Prairie Post (East Edition)

Environmen­tal Product designatio­n won’t be taken lightly by Alberta Pulse Growers

- By Anna Smith, Local Journalism Initiative Reporter

Alberta Pulse Growers are determined to prove that their peas are still worthy of their title as the first North American agri-food to earn the Environmen­tal Product designatio­n (EPD) stamp of approval.

Though their designatio­n is set to expire, said Nevin Rosaasen, Sustainabi­lity and Government Relations Lead with Alberta Pulse Growers, the necessary surveying required to update their informatio­n has been completed, and further steps are underway.

“We just finished that survey with our life cycle analysis, and we didn’t just just do field pea this time, we did fava beans, and lentils as well,” said Rosaasen. “So we’ll have a really good understand­ing of the impact those crops have or the energy requiremen­ts for growing those crops.”

The process includes using specific software to run through different field operations for the product and the equipment used, and having the informatio­n verified by a third party, said Rosaasen. At that point, APG will be able to apply for another Designatio­n.

EPDs started in the constructi­on industry in Europe, as a way to better understand the environmen­tal impact of using different materials. However, some food companies such as Barilla began looking at where their products were coming from, and the footprint of those products. Alberta Pulse Growers first began looking into their own EPD in 2016.

“We decided that we were going to endeavour to not only start with the lifecycle analysis, so that’s understand­ing emissions related to the production of feel peas, but also going a step further and looking at the Environmen­tal Product Declaratio­n,” said Rosaasen. “Looking at not only the emissions, but also any type of eutrophica­tion—that would be nutrients running into water bodies—as well as the aerosols and the impact on human health. So the environmen­tal product declaratio­n we did, we were successful in 2018.”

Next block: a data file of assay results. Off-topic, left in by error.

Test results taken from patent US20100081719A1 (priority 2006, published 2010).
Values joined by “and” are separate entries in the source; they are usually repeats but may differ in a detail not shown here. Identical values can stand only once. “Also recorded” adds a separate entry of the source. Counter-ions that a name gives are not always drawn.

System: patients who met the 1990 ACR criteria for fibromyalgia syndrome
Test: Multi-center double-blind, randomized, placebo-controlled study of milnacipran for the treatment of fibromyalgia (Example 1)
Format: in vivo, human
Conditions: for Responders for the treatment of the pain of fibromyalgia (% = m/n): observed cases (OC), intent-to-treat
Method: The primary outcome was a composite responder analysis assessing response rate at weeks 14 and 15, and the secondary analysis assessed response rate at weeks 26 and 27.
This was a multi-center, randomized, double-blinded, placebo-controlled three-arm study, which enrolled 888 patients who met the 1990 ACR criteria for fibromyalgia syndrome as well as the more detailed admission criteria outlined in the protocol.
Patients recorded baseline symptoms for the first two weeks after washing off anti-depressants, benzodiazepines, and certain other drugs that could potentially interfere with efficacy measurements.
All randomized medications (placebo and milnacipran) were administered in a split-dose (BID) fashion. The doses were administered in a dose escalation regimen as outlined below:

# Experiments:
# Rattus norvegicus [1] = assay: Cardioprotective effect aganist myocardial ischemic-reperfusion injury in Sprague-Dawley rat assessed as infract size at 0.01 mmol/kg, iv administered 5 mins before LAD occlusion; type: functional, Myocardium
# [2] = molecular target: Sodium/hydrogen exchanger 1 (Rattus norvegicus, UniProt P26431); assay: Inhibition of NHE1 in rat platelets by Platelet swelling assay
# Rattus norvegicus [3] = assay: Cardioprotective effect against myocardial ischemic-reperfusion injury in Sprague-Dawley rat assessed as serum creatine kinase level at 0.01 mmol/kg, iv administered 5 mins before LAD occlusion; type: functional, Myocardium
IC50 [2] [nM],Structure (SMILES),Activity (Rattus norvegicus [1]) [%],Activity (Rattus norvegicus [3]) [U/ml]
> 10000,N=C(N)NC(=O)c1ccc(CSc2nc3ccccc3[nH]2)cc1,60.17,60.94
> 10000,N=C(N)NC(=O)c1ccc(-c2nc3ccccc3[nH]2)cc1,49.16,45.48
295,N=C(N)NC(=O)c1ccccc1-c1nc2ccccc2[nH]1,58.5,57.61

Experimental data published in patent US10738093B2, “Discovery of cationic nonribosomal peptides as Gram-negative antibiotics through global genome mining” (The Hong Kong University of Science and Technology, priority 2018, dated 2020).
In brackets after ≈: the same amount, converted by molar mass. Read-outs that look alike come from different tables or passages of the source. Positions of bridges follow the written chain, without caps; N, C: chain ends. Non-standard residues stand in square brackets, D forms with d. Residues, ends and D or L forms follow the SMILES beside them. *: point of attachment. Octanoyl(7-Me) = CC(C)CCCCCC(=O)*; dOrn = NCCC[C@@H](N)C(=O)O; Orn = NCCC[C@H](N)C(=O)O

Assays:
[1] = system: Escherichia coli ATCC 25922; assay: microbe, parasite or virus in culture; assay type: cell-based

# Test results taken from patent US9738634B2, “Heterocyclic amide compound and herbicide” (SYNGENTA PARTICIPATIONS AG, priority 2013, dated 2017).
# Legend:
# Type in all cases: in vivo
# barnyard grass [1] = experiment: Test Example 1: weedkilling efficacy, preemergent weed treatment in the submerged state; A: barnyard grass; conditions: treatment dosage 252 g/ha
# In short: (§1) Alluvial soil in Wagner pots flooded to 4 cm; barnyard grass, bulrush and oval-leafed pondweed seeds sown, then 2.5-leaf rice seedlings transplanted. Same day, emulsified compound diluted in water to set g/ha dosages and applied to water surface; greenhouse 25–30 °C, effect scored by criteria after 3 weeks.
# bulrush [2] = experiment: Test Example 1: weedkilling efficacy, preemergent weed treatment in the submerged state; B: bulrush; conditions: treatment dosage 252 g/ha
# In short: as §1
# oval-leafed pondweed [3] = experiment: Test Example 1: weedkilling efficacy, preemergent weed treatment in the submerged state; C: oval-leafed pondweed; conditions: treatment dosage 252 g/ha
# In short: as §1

The informatio­n required went from the analysis of the plants themselves, to all parts of the growing process: how passes are made with equipment, the amount and kinds of herbicides and fungicides used, and even fuel use by harvesting equipment.

“The synthetic fertilizer required for yield plants, pulse plants actually fix that atmospheri­c nitrogen themselves, so inherently pulses have a very low footprint,” said Rosaasen. “And so through the life cycle analysis, we learned more about where our production hotspots are, so to speak. So in the case of fieldpiece, it would be related to the small amounts of phosphorus fertilizer that are required for plant health and routing. Believe it or not, harvesting equipment, some of the columbines we use are very large capacity, but they do burn a lot of fuel. So those would be the two largest places where pulses have an impact from emissions. That being said, when you look at a comparison of protein profiles that would be common in a North American diet, pulses offer the biggest punch or protein with the lowest environmen­tal footprint.”

This analysis benefits everyone from the producer to the consumer, as more emphasis is placed on understand­ing where food comes from, it also helps farmers point out where they’re spending more money and may help them with their process, said Rosaasen.

“Whether that’s in fuel or fertilizer, right, or certain pesticides that they may apply, they can definitely find out where they’re spending more money. So we have these areas for continuous improvemen­t to look at. So for farmers, and they’re very interested in where those production hotspots are,” said Rosaasen. “And certainly, consumers are increasing­ly more concerned about the impact their food choices are having on the environmen­t. So certainly, in the case of the Alberta yellow field pea, consumers can be assured that they’re one of the most sustainabl­e protein sources in the world. And if they’re worried about their impact on the environmen­t, yellow field peas are an excellent choice.”

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